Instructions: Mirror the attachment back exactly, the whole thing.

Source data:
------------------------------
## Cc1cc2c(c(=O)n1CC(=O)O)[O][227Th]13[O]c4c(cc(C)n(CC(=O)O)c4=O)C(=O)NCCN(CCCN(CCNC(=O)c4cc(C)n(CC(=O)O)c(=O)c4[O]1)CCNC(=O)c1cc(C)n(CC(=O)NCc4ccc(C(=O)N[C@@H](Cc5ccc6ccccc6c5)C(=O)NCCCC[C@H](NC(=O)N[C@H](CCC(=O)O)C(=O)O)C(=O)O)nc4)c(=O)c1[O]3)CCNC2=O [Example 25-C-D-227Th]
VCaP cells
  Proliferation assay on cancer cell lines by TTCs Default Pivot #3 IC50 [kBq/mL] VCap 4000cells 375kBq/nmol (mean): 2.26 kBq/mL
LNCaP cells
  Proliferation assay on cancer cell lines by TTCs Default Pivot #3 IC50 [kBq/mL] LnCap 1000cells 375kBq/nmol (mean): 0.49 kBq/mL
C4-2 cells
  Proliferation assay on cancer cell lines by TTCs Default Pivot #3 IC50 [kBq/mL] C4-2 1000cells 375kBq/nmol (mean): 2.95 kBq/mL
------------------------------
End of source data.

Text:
## Cc1cc2c(c(=O)n1CC(=O)O)[O][227Th]13[O]c4c(cc(C)n(CC(=O)O)c4=O)C(=O)NCCN(CCCN(CCNC(=O)c4cc(C)n(CC(=O)O)c(=O)c4[O]1)CCNC(=O)c1cc(C)n(CC(=O)NCc4ccc(C(=O)N[C@@H](Cc5ccc6ccccc6c5)C(=O)NCCCC[C@H](NC(=O)N[C@H](CCC(=O)O)C(=O)O)C(=O)O)nc4)c(=O)c1[O]3)CCNC2=O [Example 25-C-D-227Th]
VCaP cells
  Proliferation assay on cancer cell lines by TTCs Default Pivot #3 IC50 [kBq/mL] VCap 4000cells 375kBq/nmol (mean): 2.26 kBq/mL
LNCaP cells
  Proliferation assay on cancer cell lines by TTCs Default Pivot #3 IC50 [kBq/mL] LnCap 1000cells 375kBq/nmol (mean): 0.49 kBq/mL
C4-2 cells
  Proliferation assay on cancer cell lines by TTCs Default Pivot #3 IC50 [kBq/mL] C4-2 1000cells 375kBq/nmol (mean): 2.95 kBq/mL